Where Girish Karnad first learnt that lights could be brightened and dimmed like a fan. Insider memories of three forgotten theatre spaces in a new book edited by theatre historian Shanta Gokhale
As Shanta Gokhale steps out of a play, we hustle around in search of a quiet nook in the alfresco setting of Prithvi Café. It is a mid-week evening, and the low tables are brimming with millennials while flautist Suhas Joshi pipes away melodies under a tree as usual.
Gokhale deftly suggests a donuts-and-coffee place as an alternative and, as we settle down, she extends a mild disclaimer, "The book is a joint-effort of five years between me, 12 interviewers, the sponsor Ashok Kulkarni and Sunil Shanbag." Gokhale, a prominent theatre historian, is the editor of The Scenes We Made, a new 'oral history' of experimental theatre in the city (published by Speaking Tiger), and our conversation picks up from where the book ends – Prithvi Theatre, and Jyoti Dogra's thoroughly moving monoact Notes on Chai, which Gokhale has just finished watching.
Sunila Pradhan and Amol Palekar in Girish Karnad's Hayavadana directed by Satyadev Dubey
Before Prithvi Theatre and the National Centre for Performing Arts (NCPA), there were Bhulabhai Desai Memorial Institute, Walchand Terrace and Chhabildas School Hall. If these names, full of regional flair, do not ring a bell, it is because all these spaces, which once supported the greats of Indian theatre, have closed down. With threadbare facilities, these were playgrounds — factory-like even — where Amol Palekar directed plays to audiences leaning against pillows, and where rehearsals were conducted at daily rentals of a rupee. At Chhabildas in Dadar, theatre performances vied for primetime attention along with the popular film-music show Chhayageet playing in neighbouring houses and audiences peered into homes to take note of match scores during a play's interval. It was the iron age of theatre in Mumbai.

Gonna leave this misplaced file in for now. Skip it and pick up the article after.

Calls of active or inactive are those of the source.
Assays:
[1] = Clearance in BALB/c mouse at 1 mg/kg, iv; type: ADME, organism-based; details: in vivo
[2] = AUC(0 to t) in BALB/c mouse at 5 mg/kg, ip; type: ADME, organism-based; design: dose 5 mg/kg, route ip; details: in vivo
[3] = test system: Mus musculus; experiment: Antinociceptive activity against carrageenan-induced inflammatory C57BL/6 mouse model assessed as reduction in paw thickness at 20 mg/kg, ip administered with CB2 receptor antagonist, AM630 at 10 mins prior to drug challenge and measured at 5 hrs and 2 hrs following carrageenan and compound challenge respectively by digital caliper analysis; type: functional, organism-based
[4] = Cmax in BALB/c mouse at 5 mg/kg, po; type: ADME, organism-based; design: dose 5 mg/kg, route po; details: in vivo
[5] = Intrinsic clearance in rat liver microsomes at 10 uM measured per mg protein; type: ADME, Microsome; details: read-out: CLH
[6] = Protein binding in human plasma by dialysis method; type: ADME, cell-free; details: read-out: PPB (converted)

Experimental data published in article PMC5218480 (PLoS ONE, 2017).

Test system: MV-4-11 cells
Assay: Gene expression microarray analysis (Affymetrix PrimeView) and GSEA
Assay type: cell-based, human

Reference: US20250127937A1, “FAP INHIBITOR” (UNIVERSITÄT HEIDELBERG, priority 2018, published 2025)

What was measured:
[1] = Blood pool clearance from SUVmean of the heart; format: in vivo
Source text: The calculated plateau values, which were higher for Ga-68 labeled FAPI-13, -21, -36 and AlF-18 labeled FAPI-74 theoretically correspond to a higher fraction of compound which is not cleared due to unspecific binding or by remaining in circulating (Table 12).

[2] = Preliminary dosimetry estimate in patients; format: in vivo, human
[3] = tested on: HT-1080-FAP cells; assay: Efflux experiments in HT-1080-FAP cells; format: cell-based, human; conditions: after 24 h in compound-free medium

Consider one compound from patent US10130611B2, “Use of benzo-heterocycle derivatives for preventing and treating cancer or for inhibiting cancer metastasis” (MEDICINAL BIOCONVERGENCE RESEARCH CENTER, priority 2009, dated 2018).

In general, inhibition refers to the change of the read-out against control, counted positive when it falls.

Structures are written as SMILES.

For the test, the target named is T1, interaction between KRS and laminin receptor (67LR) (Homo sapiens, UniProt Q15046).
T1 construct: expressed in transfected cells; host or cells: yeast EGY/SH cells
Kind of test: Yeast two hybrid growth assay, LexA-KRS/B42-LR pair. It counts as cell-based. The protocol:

(Left to right): Amrish Puri, Sunila Pradhan, Satyadev Dubey and Sunil Shanbag (kneeling) in the Hindi translation of Mahesh Elkunchwar’s Garbo, directed by Dubey. Pics/Courtesy Theatre Unit Archives
Gokhale's editorial acumen shapes diverse theatre experiences between 1960 — 90 into four parts to spot the defining moments. "When we think of a history, we think of the big events — wars, coronations, dethronement. The same is true of theatre. But there are a whole lot of people and events that don't make it to the big story," she explains.
It is precisely these insider stories that we are made privy to, a tête-à-tête over chai that could make you chuckle. Satyadev Dubey recounts of Walchand Terrace, where his Hindi theatre grew in bounds and leaps, "For them it was like a dharamshala…One of the rules was, stub your cigarettes on the floor because the next morning, or the same night, all the actors would clean the floor. That was an important part of the ritual."
But, memories are fallible. "We pieced together the conversations to provide a complex picture. We had to juxtapose memories and reality," says Gokhale. She is quick to point out discrepancies in these re-tellings, such as in the case of Soli Batliwala, the manager-trustee of the Bhulabhai Desai Memorial Institute. Prafulla Dahanukar remembers him as a benevolent patron who helped a peon become a sculptor. Akbar Padamsee, on the other hand, has a different take – Batliwala thwarted the peon Raman Patel from embracing success as an artist. Patel married a Swiss woman, got schooled abroad in sculpting, and lost his innate artistic flair eventually. The conversations, which have also been filmed, will be cut to a 30-minute film under the direction of Shanbag, and will be shown at a second launch of the book at Prithvi on December 24, alongside Satyadev Dubey's fourth death anniversary.
The Scenes We Made, thankfully, does not play it safe. Its subjects reminisce frankly and freely, not just about theatrical foibles, but about each other's personalities and egos even. "People understood the richness gained through dialogue and other viewpoints. Directors were questioned if they tampered with the script too much and the audience put pressure on theatre,"
But the editor does not lament the passing away of these experimental spaces, saying, "Our generation believed in dialogue. We were immensely enriched by the debates we had about important issues in theatre like how far a director should go in changing the playwright's words and vision." Moreover, the book traces the northward graph of theatre in the city, the easy informality that Prithvi exudes as opposed to the forbidding location and architecture of NCPA. The city, she says, can no longer have central locations for theatre. Instead, pockets have emerged.
So, the next time we book our prized vantage seats for Motley's Waiting for Godot, let's try and recall what Naseeruddin Shah, a product of the National School of Drama, recounts in the book of Chhabildas, a bare space with old halogen lights, '[It] finally helped me realise that the damn front curtain was an archaic bloody institution'.